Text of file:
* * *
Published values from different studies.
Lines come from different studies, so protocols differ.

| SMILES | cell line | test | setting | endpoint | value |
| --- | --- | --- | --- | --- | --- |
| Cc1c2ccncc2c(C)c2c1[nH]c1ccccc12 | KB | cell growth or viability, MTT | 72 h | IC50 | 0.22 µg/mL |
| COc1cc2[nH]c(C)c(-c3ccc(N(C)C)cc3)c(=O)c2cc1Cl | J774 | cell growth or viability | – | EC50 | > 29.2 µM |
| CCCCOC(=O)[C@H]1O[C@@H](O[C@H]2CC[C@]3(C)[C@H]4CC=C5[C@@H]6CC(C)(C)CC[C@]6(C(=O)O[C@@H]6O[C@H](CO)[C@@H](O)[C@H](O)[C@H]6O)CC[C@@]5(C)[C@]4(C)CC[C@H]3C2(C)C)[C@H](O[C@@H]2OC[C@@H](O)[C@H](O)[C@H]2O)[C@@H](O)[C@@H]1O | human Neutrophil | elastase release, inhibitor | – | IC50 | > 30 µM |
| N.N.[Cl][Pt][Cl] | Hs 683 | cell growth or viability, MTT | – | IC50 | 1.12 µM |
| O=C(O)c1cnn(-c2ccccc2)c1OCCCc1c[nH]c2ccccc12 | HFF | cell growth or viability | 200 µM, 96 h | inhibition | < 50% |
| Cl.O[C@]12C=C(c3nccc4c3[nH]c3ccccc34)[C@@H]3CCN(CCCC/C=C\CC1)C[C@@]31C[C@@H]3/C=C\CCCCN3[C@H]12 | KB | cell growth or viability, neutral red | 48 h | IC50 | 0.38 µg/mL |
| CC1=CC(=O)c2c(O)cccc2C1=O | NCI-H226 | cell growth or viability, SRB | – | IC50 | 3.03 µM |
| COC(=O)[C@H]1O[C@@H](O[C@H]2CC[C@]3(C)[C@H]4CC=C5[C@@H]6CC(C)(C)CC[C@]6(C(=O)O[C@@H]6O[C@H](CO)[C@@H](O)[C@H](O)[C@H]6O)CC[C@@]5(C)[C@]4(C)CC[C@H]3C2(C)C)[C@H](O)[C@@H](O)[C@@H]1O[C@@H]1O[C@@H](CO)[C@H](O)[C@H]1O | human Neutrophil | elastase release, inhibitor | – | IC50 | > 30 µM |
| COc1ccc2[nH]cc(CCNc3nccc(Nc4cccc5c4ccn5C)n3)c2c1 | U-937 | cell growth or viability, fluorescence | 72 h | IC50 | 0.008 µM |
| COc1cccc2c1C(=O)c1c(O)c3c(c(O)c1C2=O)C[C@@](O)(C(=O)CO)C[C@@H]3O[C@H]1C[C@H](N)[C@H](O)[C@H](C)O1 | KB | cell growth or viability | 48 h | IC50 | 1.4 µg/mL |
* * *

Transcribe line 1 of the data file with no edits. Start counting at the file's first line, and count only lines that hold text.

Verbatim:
Published values from different studies.